We’re five league games into this new season and, therefore, a fair amount of time has passed for us to now judge the performances of Dele Alli.

Many of his most stout fans had expected, or perhaps wished for, the midfielder’s form to pick up after the departure of Jose Mourinho. But, as no surprise to myself, he still looks to be a complete passenger in this side, and to be honest, I’m sick of it. 

Let’s take a look at his early-season stats. He’s scored just the one goal, that being his penalty at Molineux.

Aside from this spot-kick, he has amassed a quite staggering 0.00 expected assists this season, meaning that he is not just failing to get on the scoresheet, but he’s not even creating anything either.

Despite the lack of goal involvement, he’s started all five games, and has only been substituted once. So the question has to be asked, what is Nuno seeing in him? 

His own personal fan base might argue that his position has changed this season, and to be fair, you can see that when he plays. He has been picking up the ball much deeper and looking to affect the game from defensive midfield at times.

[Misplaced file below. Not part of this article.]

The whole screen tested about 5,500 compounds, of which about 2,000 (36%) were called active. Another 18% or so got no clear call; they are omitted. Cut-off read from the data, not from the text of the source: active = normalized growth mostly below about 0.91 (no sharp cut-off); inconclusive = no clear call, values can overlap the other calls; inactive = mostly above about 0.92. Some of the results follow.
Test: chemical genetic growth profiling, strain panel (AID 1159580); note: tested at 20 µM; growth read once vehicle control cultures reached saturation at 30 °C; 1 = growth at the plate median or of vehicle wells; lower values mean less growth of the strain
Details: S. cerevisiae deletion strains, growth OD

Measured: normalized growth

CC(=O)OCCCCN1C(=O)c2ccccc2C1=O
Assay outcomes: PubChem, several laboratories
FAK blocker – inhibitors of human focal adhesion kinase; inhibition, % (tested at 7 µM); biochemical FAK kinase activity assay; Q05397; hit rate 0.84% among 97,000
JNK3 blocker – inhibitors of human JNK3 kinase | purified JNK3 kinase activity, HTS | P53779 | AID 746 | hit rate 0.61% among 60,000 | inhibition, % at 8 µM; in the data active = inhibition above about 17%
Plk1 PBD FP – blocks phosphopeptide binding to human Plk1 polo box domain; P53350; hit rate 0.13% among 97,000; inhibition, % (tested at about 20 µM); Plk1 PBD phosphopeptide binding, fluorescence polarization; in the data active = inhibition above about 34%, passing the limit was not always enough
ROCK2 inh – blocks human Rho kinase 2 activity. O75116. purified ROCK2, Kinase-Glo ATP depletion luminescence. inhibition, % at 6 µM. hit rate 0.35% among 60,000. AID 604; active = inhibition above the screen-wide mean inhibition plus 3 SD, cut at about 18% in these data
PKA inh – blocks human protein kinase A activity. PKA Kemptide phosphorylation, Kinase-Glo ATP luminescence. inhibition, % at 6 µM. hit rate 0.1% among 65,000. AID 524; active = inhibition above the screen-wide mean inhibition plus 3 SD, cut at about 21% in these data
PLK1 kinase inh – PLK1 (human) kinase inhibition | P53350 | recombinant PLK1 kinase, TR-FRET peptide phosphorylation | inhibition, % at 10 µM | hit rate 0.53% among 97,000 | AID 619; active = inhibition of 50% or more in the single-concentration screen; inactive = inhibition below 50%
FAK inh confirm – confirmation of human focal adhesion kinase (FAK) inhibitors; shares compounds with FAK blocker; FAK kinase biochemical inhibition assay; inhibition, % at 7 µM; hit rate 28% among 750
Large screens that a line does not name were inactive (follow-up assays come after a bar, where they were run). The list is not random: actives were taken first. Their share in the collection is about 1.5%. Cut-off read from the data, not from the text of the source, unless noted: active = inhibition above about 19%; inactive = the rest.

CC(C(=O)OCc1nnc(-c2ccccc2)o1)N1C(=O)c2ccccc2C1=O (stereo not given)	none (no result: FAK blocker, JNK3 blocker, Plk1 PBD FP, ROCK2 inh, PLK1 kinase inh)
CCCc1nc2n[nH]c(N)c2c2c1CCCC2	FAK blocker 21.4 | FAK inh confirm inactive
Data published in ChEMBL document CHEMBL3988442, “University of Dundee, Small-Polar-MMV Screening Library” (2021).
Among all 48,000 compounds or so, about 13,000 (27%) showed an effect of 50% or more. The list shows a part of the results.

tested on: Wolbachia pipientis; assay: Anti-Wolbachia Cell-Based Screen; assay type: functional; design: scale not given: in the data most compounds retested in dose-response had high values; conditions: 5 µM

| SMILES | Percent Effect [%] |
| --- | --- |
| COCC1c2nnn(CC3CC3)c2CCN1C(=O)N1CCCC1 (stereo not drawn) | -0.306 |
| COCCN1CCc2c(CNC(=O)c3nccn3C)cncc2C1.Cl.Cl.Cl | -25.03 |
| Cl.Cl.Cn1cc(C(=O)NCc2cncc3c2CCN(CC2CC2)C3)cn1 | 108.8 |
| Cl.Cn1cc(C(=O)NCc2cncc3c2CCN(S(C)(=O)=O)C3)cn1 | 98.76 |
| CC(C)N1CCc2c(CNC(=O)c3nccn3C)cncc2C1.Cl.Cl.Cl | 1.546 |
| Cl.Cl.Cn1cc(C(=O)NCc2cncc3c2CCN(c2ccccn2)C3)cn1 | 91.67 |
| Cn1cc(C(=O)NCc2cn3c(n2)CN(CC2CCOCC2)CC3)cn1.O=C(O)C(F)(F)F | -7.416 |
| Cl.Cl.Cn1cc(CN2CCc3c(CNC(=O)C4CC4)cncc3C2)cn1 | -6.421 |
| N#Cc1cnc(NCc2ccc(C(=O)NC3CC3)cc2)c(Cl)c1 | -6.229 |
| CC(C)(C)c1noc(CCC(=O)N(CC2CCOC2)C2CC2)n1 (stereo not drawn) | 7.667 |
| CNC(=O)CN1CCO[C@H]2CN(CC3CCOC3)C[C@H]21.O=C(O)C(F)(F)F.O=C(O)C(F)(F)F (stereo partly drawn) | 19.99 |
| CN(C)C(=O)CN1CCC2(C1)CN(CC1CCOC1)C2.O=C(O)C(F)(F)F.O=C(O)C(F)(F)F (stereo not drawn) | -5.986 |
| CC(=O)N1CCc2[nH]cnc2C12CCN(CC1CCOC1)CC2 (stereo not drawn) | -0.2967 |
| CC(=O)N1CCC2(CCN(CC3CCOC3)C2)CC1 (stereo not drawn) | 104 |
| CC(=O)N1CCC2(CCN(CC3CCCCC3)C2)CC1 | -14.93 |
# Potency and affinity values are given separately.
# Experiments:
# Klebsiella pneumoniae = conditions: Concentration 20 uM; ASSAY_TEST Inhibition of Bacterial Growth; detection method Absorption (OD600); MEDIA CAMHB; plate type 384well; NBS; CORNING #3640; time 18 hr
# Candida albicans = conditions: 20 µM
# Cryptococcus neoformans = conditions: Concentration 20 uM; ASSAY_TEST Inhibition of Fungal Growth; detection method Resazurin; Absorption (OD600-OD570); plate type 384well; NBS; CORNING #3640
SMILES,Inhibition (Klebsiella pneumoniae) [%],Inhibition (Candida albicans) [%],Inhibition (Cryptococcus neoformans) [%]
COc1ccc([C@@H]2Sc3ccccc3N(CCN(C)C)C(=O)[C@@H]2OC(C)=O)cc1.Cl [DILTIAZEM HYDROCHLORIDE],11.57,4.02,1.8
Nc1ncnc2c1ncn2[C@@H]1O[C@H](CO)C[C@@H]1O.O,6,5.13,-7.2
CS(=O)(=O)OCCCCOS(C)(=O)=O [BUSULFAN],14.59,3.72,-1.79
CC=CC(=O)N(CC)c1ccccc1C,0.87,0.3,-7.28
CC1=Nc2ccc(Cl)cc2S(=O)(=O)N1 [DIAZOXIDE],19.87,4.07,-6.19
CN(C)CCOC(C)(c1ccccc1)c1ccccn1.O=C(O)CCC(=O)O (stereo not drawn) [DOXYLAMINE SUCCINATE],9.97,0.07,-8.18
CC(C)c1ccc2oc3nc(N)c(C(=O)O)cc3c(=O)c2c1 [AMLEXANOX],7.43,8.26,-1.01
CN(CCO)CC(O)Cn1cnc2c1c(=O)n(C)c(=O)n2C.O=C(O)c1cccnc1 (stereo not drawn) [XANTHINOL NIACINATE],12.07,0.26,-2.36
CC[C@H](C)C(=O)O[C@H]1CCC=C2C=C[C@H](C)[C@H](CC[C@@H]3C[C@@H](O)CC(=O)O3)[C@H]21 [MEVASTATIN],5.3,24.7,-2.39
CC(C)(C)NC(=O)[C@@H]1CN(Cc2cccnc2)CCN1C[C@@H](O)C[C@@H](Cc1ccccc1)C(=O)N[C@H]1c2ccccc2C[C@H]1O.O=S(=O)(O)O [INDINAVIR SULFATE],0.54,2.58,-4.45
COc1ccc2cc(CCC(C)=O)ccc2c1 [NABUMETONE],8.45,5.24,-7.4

But here lies the issue. Passing prowess has never been in Dele Alli’s box of tricks. He never used to make telling passes from deep – he was on the receiving end!

What made him popular in his early days was his ability to be a nuisance in the box, and get on the end of crosses. He scored a whopping 28 league goals in his first two seasons at Spurs – figures which quite frankly, don’t seem remotely achievable ever again. 

Another excuse that his fanboys may have been able to point at was his fitness. Since joining Spurs, Alli has suffered 13 significant injuries – 9 of which have occurred since 2018-19.

But since his justified absence from the England set-up, the 25-year-old has had no excuses! He’s just had an entire summer off, and yet still looks way off the pace.

Maybe there was something significant in his 2019 comments when he stated that at the ripe old age of 23, his body could not do what it used to.

So here’s my question. Why keep him?

In my opinion, Alli’s ability and performances have been regressing since we left White Hart Lane.

Given that, as the chant informs us, ‘he only cost five mil’, why haven’t we cashed in for a tidy little profit?

Does Daniel Levy really think that the Englishman can recover the levels of four or five years ago? I just don’t see it happening.

I don’t know what’s worse – watching his decline, or listening to people who are in denial about just how far Alli has fallen.

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